County Emergency Operations Coordinator talks about first responders’ plane crash response time

1_BMathis

HUNTSVILLE, Ala. (WHNT) – Investigators with the National Transportation Safety Board anticipate the investigation will last for at least a year. First responders who rushed to the scene are talking about how things went.

Many around here have experience working plane crashes. How was this crash different? It all comes down to the initial communication.

Fire responders talk to each other using radios. A radio is their lifeline. Madison County’s Emergency Operations Coordinator told WHNT News 19 what first came across scanners is not what first responders saw at the airport.

Jim Pockrus is a supervisor with the Madison County EMA. You could call his office the nerve center for the county.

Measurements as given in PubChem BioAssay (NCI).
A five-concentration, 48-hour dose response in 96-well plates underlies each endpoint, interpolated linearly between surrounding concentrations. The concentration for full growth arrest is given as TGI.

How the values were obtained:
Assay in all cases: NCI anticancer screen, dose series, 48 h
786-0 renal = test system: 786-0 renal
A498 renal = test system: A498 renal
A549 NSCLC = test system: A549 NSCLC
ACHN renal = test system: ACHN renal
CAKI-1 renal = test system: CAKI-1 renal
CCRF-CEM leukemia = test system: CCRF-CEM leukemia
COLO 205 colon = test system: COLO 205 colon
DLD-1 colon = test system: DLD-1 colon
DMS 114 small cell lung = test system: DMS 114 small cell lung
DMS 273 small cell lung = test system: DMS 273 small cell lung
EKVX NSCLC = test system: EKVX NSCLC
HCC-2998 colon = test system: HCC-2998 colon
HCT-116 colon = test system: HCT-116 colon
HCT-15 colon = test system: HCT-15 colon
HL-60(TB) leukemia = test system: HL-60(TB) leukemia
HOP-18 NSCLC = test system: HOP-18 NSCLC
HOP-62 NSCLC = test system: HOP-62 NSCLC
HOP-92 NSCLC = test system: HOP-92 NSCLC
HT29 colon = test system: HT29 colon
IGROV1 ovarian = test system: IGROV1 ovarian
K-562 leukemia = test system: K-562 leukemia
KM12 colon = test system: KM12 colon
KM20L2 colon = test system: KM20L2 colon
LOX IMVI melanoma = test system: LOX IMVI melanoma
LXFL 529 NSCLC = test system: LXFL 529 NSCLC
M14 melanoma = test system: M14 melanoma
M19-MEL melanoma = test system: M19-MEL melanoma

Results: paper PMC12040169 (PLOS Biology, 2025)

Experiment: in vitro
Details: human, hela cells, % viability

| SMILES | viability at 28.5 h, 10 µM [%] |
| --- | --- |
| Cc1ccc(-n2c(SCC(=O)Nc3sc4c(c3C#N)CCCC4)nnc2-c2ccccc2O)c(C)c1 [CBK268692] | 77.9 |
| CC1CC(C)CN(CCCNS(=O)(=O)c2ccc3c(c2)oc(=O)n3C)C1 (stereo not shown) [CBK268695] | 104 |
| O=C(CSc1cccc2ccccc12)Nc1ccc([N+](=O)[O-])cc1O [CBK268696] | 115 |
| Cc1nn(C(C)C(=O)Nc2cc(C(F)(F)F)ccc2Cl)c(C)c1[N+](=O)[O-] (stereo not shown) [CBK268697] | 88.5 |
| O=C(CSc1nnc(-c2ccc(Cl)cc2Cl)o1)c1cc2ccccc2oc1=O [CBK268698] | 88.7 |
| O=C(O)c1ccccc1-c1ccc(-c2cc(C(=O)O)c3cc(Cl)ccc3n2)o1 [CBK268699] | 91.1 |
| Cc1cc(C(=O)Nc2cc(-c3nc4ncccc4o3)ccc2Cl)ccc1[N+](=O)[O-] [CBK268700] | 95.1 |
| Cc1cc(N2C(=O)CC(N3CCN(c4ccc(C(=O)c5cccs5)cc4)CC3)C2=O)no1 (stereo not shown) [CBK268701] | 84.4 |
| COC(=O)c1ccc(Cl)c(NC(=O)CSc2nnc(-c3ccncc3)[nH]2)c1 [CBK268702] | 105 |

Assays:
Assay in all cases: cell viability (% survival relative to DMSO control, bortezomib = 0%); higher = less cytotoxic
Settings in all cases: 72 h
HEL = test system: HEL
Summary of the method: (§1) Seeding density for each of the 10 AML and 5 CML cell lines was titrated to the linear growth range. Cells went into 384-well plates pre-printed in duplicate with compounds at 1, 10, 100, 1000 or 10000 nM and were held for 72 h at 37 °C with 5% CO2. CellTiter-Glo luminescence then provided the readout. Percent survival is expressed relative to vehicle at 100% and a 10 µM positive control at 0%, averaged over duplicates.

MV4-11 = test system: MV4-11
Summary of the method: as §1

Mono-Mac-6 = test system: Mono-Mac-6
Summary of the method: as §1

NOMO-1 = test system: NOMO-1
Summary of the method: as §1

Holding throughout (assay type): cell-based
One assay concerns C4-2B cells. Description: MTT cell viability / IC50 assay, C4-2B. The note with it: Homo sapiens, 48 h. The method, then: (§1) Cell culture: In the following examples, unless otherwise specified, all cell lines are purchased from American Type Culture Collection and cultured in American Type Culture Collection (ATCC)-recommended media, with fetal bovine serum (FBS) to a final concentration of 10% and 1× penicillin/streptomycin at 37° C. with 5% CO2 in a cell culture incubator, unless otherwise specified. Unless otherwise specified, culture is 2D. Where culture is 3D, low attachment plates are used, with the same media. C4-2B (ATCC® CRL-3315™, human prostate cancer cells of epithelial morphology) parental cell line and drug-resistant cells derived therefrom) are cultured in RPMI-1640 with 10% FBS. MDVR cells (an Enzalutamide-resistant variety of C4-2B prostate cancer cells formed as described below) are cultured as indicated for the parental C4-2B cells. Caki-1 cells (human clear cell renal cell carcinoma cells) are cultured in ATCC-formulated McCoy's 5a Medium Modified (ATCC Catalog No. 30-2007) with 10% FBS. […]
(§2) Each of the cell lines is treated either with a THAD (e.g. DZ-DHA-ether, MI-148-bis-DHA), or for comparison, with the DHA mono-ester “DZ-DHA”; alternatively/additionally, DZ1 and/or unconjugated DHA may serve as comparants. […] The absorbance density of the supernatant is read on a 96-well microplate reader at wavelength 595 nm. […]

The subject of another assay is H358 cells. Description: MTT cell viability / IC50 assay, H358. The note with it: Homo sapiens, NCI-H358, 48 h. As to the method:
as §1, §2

“We do any kind of response to disasters man-made or weather,” said Pockrus.

A plane crash at the Huntsville International Airport killed three people. But at first, no one thought the Westwind II aircraft crashed.

The first call went out as an ‘alert two’ meaning an aircraft needs assistance. A second call, a few minutes later, went out as an ‘alert three.’

“We were somewhat confused at that point because we never, as long as I`ve been here, had that,” added Pockrus.

Pockrus, who’s been in emergency management 15 years, says an ‘alert three’ means an aircraft has crashed.

“Everyone responded very well. We were there probably within 20 minutes,” added Pockrus.

Workers with the EMA were able to set-up a work station for all first responders to do their jobs.


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